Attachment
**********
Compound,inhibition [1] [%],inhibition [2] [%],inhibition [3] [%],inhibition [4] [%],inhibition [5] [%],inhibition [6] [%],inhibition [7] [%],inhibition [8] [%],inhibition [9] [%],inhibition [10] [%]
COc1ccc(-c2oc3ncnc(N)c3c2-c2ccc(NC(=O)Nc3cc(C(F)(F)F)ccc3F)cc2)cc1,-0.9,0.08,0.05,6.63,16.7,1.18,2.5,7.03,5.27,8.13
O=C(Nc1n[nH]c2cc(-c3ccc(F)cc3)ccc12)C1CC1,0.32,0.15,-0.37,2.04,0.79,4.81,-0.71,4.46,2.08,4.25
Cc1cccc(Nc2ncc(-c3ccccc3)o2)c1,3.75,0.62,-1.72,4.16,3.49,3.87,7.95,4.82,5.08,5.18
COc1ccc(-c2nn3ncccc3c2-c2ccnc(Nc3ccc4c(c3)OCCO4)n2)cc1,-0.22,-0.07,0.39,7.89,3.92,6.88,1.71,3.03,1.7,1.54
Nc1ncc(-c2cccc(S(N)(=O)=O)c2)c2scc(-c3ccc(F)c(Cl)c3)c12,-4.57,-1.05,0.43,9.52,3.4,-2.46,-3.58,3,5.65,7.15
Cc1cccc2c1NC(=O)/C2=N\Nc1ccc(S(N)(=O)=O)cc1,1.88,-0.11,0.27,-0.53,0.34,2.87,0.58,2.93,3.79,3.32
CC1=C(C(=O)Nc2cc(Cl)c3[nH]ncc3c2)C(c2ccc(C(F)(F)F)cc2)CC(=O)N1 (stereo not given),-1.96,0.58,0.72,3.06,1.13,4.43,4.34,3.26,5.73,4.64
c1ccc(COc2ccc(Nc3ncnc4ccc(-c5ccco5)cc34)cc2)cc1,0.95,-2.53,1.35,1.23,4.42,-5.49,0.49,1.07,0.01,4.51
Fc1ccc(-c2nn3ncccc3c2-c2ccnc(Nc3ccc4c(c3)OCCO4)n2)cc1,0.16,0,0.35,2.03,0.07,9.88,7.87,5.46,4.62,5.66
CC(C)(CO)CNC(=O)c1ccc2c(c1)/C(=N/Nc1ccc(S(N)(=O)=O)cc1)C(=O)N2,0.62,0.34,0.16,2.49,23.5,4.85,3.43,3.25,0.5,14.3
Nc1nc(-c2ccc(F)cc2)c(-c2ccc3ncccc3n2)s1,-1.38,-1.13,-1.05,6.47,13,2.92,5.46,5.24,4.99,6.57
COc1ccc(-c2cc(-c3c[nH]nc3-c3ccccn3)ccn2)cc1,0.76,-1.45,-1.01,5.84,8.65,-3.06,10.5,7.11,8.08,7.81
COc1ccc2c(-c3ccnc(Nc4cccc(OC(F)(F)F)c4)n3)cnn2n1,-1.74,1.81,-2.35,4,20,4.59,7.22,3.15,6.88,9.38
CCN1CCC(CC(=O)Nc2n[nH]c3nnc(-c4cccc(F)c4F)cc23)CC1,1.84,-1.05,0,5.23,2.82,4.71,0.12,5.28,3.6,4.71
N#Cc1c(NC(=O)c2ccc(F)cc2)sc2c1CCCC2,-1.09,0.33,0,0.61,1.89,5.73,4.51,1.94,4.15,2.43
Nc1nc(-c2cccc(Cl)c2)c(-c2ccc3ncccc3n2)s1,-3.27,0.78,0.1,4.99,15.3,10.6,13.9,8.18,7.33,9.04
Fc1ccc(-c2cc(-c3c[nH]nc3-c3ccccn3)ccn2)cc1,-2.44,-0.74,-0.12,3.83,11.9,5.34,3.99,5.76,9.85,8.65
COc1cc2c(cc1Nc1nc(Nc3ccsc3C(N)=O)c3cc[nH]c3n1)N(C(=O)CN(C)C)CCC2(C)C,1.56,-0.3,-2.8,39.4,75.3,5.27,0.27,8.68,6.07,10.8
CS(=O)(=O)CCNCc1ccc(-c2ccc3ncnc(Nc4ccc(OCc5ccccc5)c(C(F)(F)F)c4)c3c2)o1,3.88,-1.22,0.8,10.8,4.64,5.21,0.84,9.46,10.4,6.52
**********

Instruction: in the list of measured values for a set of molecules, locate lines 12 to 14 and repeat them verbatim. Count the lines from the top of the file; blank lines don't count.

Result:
Nc1nc(-c2ccc(F)cc2)c(-c2ccc3ncccc3n2)s1,-1.38,-1.13,-1.05,6.47,13,2.92,5.46,5.24,4.99,6.57
COc1ccc(-c2cc(-c3c[nH]nc3-c3ccccn3)ccn2)cc1,0.76,-1.45,-1.01,5.84,8.65,-3.06,10.5,7.11,8.08,7.81
COc1ccc2c(-c3ccnc(Nc4cccc(OC(F)(F)F)c4)n3)cnn2n1,-1.74,1.81,-2.35,4,20,4.59,7.22,3.15,6.88,9.38